Tag Archives: entrepreneurs

The ‘Boxy’ Problem with Job Descriptions

Staying in the same job for too long can often make you feel like you are stuck in a box. In fact, a former boss once told me that “you can actually become de-skilled if you stay in the same role for more than a few years.”

Since January, I’ve spoken with a few former colleagues who are currently searching for a new full-stuck in a boxtime job. ‘Tis the job hunting season as it is a new year!

I’ve noticed that one of the most common complaints that they have is that they feel like they don’t have all of the skills required in the listing for a job. Or, that the job description seems limiting somehow and/or it omits some of the skills that they wish to continue nurture in the future.

I know that this isn’t the typical topic that I post on my personal blog. But it is a big reason why I became self-employed in the first place.

A few years ago, like many of my friends who are now searching for jobs, I felt like my current job skills didn’t match up with the job that I wanted to do. Also, many of the job descriptions for which I was applying felt too limiting and I knew that I would want to do more than what was outlined as my future roles and responsibilities. So, I did what seemed like the only reasonable thing at the time – I hired myself and made up my own limitless job description.

Of course, it’s important to be focused as an entrepreneur or freelancer. But the bonus is that your job description doesn’t have to fit into a box – nor does your current level of expertise have to tick all of the boxes required to get the job that you wish you could have. That’s because you can continue to evolve and learn new skills on the fly as an entrepreneur. In fact, you have to do that or you won’t succeed.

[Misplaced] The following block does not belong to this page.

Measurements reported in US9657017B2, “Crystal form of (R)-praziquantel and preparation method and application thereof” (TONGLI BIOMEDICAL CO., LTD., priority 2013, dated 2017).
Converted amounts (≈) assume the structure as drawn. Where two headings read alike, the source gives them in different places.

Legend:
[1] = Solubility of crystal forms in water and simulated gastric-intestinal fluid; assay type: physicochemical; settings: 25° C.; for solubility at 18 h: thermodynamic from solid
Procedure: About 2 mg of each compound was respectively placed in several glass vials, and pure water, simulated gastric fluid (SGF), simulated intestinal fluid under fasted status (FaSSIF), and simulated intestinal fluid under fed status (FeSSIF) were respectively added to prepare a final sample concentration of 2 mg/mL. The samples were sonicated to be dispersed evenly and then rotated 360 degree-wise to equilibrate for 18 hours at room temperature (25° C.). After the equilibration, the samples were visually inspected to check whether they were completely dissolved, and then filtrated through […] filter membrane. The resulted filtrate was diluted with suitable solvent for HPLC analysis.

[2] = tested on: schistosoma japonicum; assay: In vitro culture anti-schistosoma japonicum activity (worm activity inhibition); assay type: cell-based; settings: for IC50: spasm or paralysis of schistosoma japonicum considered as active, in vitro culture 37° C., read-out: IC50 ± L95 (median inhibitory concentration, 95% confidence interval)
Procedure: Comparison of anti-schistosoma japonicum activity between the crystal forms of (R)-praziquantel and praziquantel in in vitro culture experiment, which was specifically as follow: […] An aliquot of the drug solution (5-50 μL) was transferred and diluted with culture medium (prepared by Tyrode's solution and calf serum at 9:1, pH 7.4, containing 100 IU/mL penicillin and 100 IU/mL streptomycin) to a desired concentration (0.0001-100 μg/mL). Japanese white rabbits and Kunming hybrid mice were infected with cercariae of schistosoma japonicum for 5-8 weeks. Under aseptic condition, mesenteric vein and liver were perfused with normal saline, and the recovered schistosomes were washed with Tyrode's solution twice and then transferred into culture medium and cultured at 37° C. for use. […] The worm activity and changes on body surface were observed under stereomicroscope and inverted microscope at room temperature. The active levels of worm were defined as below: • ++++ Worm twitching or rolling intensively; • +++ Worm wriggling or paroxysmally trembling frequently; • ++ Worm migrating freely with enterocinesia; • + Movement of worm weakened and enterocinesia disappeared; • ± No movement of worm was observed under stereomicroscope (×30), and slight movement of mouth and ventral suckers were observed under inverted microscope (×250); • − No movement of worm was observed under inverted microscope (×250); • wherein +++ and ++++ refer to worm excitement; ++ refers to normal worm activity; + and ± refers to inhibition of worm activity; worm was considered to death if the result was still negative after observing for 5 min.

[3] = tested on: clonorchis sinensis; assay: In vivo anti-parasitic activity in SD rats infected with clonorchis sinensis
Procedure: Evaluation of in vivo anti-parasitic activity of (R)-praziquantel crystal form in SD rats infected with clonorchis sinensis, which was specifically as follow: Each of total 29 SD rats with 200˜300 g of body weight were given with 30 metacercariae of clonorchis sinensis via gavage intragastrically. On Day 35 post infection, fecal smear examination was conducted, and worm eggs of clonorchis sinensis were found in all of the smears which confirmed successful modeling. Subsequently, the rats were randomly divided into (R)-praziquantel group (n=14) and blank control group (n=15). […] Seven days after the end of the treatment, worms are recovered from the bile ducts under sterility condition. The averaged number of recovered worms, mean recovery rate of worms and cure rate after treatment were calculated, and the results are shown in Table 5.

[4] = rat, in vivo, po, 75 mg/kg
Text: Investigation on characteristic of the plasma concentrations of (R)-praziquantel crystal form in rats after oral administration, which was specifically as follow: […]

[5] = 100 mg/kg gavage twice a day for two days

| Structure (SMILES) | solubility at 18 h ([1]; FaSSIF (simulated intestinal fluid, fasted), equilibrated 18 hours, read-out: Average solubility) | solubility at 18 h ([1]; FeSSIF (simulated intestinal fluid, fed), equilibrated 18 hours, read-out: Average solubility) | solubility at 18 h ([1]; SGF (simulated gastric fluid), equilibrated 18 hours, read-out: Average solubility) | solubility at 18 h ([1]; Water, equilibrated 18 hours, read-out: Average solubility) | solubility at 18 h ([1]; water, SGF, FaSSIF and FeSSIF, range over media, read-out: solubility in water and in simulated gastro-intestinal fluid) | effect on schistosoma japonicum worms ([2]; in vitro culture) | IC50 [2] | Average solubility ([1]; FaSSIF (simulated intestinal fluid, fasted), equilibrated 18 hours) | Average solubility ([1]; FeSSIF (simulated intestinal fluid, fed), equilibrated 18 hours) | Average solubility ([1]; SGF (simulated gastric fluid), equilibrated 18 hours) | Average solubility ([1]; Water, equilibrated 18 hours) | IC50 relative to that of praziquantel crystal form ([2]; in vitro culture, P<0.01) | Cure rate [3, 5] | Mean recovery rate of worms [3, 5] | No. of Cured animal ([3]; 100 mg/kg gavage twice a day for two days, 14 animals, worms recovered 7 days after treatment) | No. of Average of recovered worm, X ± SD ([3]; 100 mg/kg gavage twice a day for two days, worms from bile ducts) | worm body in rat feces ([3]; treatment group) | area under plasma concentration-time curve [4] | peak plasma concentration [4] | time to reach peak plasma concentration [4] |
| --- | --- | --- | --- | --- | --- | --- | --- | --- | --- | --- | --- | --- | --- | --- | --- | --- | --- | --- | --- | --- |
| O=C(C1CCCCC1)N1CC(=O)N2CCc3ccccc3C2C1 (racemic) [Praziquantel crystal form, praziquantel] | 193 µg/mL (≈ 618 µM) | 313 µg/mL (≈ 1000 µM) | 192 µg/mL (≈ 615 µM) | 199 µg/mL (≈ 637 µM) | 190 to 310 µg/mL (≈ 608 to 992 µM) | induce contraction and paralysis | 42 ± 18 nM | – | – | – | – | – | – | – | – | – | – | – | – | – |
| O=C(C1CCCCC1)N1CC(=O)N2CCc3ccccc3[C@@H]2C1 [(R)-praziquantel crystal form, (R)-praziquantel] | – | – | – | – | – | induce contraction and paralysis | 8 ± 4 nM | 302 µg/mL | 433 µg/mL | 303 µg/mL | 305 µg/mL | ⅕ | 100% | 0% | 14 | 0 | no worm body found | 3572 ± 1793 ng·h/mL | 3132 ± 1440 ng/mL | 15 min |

For anyone out there looking to change careers or to find a job that they keep getting told that they are not yet qualified to have, why not consider hiring yourself? You may just be the best boss you ever had!

How to Take a ‘Workation’ this Summer

As the weather in Toronto is expected to reach a balmy 34 degrees celcius today, I thought it would be a good time to write about entrepreneurship and summer vacations. The kids are out of school and the beach is calling but does that mean we small business owners will be taking time off? If you can’t take a true vacation, you do have some options.

According to Regus Canada, “a recent survey that found 41 per cent of entrepreneurs will be dealing with email, making calls and attending to significant pieces of work while on their summer vacation.” This is often described as a “workation.” But in order to do this, you need to be well-prepared. Below are some tips and tools you can use to support your workation:

  • Be prepared with virtual office tools. Here’s a recent blog that I wrote about how to setup an “anywhere office.”
  • Set expectations with customers that you will be away and that you might be a little slower to respond to e-mails and calls. Or, let them know far enough in advance that you can deliver on major projects before-hand.